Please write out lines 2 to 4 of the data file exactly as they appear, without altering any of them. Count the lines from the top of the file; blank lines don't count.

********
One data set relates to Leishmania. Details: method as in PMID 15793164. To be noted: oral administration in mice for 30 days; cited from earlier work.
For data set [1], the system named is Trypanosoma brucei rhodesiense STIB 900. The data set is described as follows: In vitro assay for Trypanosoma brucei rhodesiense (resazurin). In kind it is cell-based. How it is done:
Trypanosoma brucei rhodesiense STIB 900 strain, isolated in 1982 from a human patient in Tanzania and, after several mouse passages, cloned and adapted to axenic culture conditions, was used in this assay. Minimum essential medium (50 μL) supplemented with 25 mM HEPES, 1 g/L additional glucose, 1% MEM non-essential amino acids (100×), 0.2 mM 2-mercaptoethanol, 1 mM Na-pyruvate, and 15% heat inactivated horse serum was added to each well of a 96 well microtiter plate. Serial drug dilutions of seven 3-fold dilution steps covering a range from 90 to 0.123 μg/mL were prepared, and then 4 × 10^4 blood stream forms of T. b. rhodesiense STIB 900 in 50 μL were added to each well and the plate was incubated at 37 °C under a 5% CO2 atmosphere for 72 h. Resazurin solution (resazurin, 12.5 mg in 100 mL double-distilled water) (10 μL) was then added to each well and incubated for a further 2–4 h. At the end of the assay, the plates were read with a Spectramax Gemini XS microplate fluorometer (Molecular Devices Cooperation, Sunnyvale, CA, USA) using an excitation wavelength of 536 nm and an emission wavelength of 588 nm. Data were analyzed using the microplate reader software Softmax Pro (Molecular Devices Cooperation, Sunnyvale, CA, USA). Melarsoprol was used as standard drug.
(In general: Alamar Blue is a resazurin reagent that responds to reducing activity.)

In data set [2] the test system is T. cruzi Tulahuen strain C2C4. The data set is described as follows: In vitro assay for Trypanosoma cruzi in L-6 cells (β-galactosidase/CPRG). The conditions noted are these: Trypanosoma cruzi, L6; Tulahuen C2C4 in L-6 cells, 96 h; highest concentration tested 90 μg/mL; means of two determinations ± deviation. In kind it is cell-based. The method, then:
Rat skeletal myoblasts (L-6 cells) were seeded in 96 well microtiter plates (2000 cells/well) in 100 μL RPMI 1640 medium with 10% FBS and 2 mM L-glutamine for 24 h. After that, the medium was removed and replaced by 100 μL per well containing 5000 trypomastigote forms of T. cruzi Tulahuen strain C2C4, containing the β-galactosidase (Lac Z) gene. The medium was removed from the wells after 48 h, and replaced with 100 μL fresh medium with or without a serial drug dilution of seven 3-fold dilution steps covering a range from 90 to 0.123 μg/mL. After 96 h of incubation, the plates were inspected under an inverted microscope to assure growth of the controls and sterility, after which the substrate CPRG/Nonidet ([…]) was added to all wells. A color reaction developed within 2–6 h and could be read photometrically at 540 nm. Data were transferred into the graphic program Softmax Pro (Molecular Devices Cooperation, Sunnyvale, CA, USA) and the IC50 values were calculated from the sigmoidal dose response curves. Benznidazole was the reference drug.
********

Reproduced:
For data set [1], the system named is Trypanosoma brucei rhodesiense STIB 900. The data set is described as follows: In vitro assay for Trypanosoma brucei rhodesiense (resazurin). In kind it is cell-based. How it is done:
Trypanosoma brucei rhodesiense STIB 900 strain, isolated in 1982 from a human patient in Tanzania and, after several mouse passages, cloned and adapted to axenic culture conditions, was used in this assay. Minimum essential medium (50 μL) supplemented with 25 mM HEPES, 1 g/L additional glucose, 1% MEM non-essential amino acids (100×), 0.2 mM 2-mercaptoethanol, 1 mM Na-pyruvate, and 15% heat inactivated horse serum was added to each well of a 96 well microtiter plate. Serial drug dilutions of seven 3-fold dilution steps covering a range from 90 to 0.123 μg/mL were prepared, and then 4 × 10^4 blood stream forms of T. b. rhodesiense STIB 900 in 50 μL were added to each well and the plate was incubated at 37 °C under a 5% CO2 atmosphere for 72 h. Resazurin solution (resazurin, 12.5 mg in 100 mL double-distilled water) (10 μL) was then added to each well and incubated for a further 2–4 h. At the end of the assay, the plates were read with a Spectramax Gemini XS microplate fluorometer (Molecular Devices Cooperation, Sunnyvale, CA, USA) using an excitation wavelength of 536 nm and an emission wavelength of 588 nm. Data were analyzed using the microplate reader software Softmax Pro (Molecular Devices Cooperation, Sunnyvale, CA, USA). Melarsoprol was used as standard drug.
(In general: Alamar Blue is a resazurin reagent that responds to reducing activity.)